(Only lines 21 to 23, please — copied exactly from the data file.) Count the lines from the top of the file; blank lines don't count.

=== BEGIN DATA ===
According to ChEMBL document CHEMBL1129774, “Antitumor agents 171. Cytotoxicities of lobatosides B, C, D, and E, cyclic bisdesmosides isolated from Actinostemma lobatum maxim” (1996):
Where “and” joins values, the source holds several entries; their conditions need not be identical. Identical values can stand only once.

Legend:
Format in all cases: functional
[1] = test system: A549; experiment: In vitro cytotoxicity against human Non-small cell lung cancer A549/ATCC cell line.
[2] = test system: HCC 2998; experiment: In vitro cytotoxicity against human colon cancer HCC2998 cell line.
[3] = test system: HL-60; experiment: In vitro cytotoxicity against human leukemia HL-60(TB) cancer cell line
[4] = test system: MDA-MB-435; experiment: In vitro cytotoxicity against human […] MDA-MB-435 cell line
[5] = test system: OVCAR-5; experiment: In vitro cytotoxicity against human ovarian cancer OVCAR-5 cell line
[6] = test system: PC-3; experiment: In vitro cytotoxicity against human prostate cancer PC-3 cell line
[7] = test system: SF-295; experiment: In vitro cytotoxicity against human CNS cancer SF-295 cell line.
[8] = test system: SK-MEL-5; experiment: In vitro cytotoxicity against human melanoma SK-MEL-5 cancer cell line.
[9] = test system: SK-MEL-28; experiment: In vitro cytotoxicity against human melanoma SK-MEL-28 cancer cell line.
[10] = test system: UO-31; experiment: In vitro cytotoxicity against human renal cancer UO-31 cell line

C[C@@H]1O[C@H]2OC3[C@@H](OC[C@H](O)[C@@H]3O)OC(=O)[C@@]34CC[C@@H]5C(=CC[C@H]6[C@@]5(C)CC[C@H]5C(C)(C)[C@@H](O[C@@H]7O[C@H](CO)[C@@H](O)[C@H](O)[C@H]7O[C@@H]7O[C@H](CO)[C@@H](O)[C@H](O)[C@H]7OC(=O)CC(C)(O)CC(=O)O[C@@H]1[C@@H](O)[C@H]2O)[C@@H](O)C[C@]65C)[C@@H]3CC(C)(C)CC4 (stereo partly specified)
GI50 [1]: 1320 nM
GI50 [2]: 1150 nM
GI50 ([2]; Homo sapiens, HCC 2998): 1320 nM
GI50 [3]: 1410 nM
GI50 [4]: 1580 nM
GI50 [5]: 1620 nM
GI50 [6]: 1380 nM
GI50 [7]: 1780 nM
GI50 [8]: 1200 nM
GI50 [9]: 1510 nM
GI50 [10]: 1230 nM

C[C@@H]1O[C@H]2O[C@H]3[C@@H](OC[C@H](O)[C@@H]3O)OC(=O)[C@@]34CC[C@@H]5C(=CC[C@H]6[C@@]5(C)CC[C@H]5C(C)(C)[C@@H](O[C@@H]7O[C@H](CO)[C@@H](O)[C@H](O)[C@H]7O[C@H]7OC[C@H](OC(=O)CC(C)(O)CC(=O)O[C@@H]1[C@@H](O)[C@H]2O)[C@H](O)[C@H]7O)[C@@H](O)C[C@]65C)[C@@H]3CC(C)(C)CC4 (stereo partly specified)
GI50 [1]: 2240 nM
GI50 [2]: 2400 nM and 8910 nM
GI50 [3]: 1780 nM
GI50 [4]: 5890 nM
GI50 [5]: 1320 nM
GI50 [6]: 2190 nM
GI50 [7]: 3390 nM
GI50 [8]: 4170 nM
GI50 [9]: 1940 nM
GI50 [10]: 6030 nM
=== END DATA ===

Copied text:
GI50 [5]: 1620 nM
GI50 [6]: 1380 nM
GI50 [7]: 1780 nM